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Blepharitis is an inflammation of the eyelids and eyelashes causing red, irritated, itchy eyelids and the formation of dandruff-like scales on eyelashes. It is a common eye disorder generally caused by either a bacterial infection or a general skin condition such as dandruff of the scalp or acne rosacea. It affects people of all ages. Although uncomfortable, blepharitis is not contagious and does not cause any permanent damage to eyesight.
Blepharitis is classified into two types:
1. Anterior blepharitis occurs at the outside front edge of the eyelid where the eyelashes are attached.
2. Posterior blepharitis affects the inner surface of the eyelid that comes in contact with the eyeball.
Individuals with blepharitis may experience a gritty or burning sensation in their eyes, excessive tearing, itching, red and swollen eyelids, dry eyes, or crusting of the eyelids. For some people, blepharitis causes only minor irritation and itching. However, it can lead to more severe symptoms such as blurring of vision, missing or misdirected eyelashes, and inflammation of other eye tissue, particularly the cornea.
In many cases, good eyelid hygiene and a regular cleaning routine can control blepharitis. This includes frequent scalp and face washing, using warm compresses to soak the eyelids, and doing eyelid scrubs. In cases where a bacterial infection is the cause, various antibiotics and other medications may be prescribed along with eyelid hygiene.
What causes blepharitis?
Blepharitis can appear as greasy flakes or scales around the base of the eyelashes.
Anterior blepharitis is commonly caused by bacteria (staphyloccus blepharits) or dandruff of the scalp and eyebrows (seborrheic blepharitis). It may also occur due to a combination of factors, or less commonly may be the result of allergies or an infestation of lice on the eyelashes.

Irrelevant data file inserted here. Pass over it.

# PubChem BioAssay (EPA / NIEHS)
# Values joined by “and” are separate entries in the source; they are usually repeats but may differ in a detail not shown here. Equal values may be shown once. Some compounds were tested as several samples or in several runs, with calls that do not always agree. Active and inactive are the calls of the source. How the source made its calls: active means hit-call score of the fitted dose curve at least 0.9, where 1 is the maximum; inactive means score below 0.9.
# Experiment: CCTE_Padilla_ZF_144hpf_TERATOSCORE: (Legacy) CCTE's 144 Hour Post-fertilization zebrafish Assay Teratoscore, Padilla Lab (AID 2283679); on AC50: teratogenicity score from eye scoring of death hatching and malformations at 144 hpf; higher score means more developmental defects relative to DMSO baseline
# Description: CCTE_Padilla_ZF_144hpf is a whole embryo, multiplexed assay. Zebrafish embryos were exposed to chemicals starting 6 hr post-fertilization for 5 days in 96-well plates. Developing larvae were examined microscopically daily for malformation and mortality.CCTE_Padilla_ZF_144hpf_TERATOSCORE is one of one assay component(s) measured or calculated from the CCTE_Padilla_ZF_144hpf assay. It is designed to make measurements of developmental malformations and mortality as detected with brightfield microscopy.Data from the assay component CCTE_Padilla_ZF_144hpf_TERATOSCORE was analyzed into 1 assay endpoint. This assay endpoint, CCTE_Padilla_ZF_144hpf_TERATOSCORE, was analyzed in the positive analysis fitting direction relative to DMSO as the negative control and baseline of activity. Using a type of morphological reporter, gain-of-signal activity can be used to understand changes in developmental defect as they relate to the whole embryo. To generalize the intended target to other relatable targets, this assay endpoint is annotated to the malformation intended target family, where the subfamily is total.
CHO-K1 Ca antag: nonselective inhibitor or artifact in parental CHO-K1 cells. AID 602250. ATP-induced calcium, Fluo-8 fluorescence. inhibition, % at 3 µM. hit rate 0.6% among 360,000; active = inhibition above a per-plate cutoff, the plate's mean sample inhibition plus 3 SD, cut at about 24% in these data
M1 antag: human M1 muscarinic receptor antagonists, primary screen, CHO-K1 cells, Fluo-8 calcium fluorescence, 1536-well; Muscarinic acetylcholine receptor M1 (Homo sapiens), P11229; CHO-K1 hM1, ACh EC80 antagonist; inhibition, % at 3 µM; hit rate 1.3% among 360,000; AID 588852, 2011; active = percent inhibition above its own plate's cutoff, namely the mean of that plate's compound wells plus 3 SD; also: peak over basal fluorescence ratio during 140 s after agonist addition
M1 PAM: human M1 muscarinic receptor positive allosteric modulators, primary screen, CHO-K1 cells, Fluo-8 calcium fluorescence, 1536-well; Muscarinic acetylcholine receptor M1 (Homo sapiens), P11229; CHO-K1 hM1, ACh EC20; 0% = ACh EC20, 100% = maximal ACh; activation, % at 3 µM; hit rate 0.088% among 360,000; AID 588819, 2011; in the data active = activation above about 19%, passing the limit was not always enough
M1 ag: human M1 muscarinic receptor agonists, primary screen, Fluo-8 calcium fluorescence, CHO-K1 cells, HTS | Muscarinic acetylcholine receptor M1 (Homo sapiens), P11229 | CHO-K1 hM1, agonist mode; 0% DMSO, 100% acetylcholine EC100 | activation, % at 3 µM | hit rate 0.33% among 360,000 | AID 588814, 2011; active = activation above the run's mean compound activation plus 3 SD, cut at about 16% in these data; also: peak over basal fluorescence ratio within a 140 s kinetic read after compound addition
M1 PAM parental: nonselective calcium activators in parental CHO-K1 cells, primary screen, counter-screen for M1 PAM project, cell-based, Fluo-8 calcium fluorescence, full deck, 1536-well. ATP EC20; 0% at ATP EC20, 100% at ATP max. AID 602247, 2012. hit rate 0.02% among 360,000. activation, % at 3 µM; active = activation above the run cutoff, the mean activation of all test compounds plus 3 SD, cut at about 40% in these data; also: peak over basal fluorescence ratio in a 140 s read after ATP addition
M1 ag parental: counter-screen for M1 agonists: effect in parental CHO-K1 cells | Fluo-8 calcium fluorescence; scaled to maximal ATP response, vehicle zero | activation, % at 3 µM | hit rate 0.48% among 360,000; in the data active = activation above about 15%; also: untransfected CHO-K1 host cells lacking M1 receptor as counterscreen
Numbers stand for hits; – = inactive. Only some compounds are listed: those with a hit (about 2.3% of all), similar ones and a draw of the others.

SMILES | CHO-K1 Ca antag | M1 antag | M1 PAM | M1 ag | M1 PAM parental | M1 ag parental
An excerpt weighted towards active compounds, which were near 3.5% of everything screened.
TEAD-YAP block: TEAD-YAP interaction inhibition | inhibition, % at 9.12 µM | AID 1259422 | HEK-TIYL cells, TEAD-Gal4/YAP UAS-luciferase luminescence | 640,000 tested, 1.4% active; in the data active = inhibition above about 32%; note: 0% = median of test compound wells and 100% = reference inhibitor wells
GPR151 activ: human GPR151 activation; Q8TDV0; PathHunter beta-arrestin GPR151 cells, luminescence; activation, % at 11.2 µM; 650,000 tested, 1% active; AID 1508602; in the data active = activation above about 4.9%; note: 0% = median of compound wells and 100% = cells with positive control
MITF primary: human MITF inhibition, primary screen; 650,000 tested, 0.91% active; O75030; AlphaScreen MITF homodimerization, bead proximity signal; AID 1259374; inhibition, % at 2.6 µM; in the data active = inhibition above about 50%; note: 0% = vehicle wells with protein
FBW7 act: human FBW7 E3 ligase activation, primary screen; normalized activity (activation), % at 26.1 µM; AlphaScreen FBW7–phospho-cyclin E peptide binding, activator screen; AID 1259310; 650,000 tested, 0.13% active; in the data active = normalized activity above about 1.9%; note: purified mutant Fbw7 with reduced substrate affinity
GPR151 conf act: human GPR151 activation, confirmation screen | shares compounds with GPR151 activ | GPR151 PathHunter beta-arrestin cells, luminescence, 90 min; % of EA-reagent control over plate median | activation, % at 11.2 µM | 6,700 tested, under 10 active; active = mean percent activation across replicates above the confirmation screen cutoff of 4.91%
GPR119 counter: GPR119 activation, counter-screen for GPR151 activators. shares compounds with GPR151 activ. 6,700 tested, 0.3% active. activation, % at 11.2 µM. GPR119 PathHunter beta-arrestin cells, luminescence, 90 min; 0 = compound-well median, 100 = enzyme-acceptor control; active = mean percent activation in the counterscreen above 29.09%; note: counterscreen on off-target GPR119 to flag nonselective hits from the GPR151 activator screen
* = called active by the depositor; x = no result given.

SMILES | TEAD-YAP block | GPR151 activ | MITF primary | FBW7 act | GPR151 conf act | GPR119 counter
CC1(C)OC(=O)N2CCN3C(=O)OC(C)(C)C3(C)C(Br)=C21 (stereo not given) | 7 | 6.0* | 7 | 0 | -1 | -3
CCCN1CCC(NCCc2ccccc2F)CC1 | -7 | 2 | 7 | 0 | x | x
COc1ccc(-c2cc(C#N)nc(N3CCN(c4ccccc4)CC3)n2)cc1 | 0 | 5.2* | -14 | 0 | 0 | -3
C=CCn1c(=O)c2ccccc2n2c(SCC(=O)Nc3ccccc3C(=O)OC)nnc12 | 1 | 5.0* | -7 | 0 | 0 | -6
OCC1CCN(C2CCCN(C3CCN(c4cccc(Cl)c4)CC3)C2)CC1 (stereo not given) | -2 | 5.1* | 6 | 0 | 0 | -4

Posterior blepharitis can be caused by excessive oil production by the glands of the eyelids (meibomian blepharitis) which creates a favorable environment for bacterial growth. It can also develop as a result of other skin conditions such as acne rosacea and scalp dandruff.
How is blepharitis treated?
Treatment depends on the specific type of blepharitis. The key to treating most types of blepharitis is keeping the lids clean and free of crusts.
• Warm compresses can be applied to loosen the crusts, followed by gentle scrubbing of the eyes with a mixture of water and baby shampoo or an over-the-counter lid cleansing product. In cases due to bacterial infection, an antibiotic may be prescribed, along with lid hygiene.
• If the glands in the eyelids are blocked, the eyelids may need to be massaged to clean out oil accumulated in the eyelid glands.
• If the blepharitis makes the eyes dry, artificial tear solutions or lubricating ointments may be prescribed.
• If lice are the cause, petroleum jelly can be applied along the base of the eyelashes to eliminate them.
Use of an anti-dandruff shampoo on the scalp can help. In addition, limiting or stopping the use of eye makeup is often recommended, as its use will make lid hygiene more difficult. If you wear contact lenses, you may have to temporarily discontinue wearing them during treatment.
Blepharitis seldom disappears completely. Even with successful treatment, relapses may occur.
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Keeping Your Eyes Healthy: Get regular comprehensive dilated eye exams
Getting a dilated eye exam is the only way to catch eye diseases early, because with many, there are no warning signs.
You might think your vision is in good shape or that your eyes are healthy, but visiting Dr. Mason for a comprehensive dilated eye exam is the only way to be completely certain. When it comes to common vision problems, many people don’t realize their vision could be improved with glasses or contact lenses. In addition, many common eye diseases such as glaucoma, diabetic eye disease, and age-related macular degeneration often have no symptoms. A dilated eye exam is the only way to detect these diseases in their early stages. Talk to your eye care professional about how often you should have one.
During a comprehensive dilated eye exam, drops are placed in your eyes to dilate, or widen, the pupil. Dr. Mason uses a special magnifying lens to examine your retina and look for signs of damage and other eye problems. After the examination, your close-up vision may remain blurred for several hours.